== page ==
Much like in classical computing where there was uncertainty around which an error has occurred when a state is measured, the quantum computing measurement results tell us only that one error from a given set of possible errors happened; we don’t know for sure which of these errors occurred. Since states are more complicated for qubits than for bits, there are more types of errors, resulting in more uncertainty about which correction will return us to the correct state. Finding the best method for choosing a correction is a difficult problem, and one where there is still ongoing work.
If we know the noise acting on a system, we can calculate the best possible strategy for small codes. For larger codes, however, it becomes prohibitively expensive. Take, for example, the surface code, which is the most popular large quantum error correction code. Rather than pre-selecting corrections for each measurement outcome and using a lookup table, a classical algorithm is used to select recovery operations during every error correction step. This algorithm introduces significant latency.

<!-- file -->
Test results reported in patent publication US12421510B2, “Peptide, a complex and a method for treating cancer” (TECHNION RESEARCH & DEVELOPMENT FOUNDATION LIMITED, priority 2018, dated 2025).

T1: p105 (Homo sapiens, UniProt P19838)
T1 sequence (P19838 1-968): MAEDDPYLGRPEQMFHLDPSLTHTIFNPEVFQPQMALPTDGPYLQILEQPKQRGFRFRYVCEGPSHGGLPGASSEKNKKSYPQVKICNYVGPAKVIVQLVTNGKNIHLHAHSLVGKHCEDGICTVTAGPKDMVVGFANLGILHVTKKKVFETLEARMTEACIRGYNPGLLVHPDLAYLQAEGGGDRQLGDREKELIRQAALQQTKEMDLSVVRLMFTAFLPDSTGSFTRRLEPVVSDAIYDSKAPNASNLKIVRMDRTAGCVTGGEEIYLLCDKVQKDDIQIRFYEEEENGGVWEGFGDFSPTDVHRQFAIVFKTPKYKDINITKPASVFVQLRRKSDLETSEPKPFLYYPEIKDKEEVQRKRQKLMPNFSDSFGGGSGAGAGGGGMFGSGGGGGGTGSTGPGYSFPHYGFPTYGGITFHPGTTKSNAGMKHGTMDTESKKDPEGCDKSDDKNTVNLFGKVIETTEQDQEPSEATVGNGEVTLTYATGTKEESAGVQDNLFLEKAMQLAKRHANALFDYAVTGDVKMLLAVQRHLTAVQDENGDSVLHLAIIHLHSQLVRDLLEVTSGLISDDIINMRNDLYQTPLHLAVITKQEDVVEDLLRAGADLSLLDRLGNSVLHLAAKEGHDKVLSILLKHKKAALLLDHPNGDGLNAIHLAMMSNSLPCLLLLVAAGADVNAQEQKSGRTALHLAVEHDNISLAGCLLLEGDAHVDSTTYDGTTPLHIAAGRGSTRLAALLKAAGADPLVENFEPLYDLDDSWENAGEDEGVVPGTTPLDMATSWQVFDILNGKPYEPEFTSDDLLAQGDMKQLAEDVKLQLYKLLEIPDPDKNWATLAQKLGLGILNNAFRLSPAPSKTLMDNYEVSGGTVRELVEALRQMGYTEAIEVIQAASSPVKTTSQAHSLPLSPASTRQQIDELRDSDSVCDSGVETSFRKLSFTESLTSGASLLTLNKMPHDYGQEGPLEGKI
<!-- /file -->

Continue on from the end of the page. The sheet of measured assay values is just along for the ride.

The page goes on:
Even for smaller codes using lookup tables, though, classical computers are still required to route measurement outcomes, select a recovery operation, and send that information back to the quantum computer. This introduces significant latency, thereby making the codes less effective. This is one major bottleneck to effective quantum error correction that many in the field are working actively to overcome. Click here to read the original article in-entirety.

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Sandra K. Helsel, Ph.D. has been researching and reporting on frontier technologies since 1990.  She has her Ph.D. from the University of Arizona.

 

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Quantum computing may help the loan industry by streamlining the application process while minimizing potential risk.